In preparation for a lecture in honor of Albert Hirschman, I have been spending some time with the great man's writings. Somewhat ironically in light of my own research interests, I found that I was a lot more familiar with Hirschman's generalist works--Exit, Voice and Loyalty and The Passions and the Interests are among my all-time favorite books--than his work on development proper.
Reading this work, I am awed once again by a mind which was as much at ease with the technical arcana of irrigation projects as it was with the rarified world of political philosophy. Yet I can also see why he must have been such a source of frustration for his contemporaries. He was in many ways the ultimate contrarian--always looking for the unique and the exceptional, while not shying from building general theories from those cases. He was a critic of the reigning development theories of his time (the big push and balanced growth), arguing, quite correctly in my view, that the under-developed societies who had the capacity to implement these comprehensive programs would not have been under-developed in the first place. He argued instead for a strategic, opportunistic approach, based on making the best of what you have.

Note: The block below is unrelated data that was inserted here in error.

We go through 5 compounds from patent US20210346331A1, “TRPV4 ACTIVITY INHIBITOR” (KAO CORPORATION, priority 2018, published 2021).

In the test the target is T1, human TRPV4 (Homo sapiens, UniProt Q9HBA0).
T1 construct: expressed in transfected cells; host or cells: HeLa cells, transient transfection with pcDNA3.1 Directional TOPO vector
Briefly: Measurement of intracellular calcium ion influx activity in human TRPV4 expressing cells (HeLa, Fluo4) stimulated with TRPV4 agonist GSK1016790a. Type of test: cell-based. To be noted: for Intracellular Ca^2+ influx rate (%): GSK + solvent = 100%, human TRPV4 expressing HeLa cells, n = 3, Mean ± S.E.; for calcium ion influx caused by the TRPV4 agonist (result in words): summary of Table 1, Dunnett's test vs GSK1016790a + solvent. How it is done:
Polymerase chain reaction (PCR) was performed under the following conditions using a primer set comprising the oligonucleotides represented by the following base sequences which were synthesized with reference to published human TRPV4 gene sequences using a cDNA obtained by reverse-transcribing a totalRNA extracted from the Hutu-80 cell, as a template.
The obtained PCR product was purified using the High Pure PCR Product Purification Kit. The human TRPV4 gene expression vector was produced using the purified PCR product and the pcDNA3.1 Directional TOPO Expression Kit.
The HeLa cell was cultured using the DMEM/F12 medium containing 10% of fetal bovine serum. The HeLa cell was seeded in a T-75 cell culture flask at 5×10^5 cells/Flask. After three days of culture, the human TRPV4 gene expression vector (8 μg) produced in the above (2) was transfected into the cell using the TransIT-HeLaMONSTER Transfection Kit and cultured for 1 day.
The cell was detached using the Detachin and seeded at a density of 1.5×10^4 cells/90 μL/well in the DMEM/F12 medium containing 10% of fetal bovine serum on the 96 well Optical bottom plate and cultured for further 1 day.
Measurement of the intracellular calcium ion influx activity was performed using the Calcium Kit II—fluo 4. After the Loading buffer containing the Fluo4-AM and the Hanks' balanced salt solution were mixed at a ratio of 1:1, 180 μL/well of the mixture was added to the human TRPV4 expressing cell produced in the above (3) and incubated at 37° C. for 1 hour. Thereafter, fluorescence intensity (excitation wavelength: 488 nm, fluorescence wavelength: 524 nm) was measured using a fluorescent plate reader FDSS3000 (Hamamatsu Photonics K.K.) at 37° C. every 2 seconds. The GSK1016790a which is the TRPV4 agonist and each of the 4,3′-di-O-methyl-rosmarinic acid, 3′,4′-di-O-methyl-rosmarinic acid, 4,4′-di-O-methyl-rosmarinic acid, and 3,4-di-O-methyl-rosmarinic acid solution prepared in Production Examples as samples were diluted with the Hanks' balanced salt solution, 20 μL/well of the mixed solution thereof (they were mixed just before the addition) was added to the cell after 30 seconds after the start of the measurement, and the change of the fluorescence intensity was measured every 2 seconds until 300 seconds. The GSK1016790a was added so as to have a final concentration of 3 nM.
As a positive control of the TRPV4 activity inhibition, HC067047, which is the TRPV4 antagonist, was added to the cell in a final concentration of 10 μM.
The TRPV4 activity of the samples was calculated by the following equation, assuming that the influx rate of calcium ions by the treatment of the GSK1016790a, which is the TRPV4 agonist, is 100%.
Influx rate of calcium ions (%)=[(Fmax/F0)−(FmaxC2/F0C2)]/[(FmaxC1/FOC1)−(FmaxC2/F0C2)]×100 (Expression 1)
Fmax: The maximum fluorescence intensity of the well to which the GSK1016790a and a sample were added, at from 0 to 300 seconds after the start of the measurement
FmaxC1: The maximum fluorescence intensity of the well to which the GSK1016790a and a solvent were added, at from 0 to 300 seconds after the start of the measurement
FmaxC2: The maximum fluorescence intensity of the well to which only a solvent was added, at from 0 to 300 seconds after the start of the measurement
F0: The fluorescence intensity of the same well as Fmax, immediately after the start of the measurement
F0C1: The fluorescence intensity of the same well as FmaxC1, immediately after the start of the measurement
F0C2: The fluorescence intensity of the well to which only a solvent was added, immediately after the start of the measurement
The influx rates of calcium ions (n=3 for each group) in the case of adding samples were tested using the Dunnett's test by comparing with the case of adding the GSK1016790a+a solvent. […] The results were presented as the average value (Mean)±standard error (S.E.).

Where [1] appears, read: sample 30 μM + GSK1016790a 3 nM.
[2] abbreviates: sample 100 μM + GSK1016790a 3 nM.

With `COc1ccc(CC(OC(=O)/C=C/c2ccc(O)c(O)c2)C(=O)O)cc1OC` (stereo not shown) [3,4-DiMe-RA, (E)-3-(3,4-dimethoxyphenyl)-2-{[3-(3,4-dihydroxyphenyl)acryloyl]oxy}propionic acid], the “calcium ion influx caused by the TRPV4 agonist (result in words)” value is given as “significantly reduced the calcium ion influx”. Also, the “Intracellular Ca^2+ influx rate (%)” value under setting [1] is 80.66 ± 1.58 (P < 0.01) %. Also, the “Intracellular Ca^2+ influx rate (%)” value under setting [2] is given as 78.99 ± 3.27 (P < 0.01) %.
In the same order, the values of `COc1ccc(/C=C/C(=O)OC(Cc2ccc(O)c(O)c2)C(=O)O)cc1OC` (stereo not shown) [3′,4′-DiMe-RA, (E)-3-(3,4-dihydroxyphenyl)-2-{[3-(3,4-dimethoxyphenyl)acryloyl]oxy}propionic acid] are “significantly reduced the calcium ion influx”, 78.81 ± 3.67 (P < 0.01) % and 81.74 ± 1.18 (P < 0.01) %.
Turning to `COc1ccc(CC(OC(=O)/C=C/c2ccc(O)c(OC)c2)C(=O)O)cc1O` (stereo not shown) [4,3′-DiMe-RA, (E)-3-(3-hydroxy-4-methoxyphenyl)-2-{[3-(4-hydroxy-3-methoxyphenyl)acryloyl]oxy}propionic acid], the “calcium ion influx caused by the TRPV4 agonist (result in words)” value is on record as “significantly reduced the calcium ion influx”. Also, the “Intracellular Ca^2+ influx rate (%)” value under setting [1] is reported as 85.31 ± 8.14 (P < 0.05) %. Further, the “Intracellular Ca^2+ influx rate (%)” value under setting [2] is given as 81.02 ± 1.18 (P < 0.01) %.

Hirschman would have been a fierce critic of the dogmatism of the Washington Consensus and its sequels, had he maintained a strong interest in development. And I think he would have found strong vindication for his pragmatic approach in China's phenomenal success.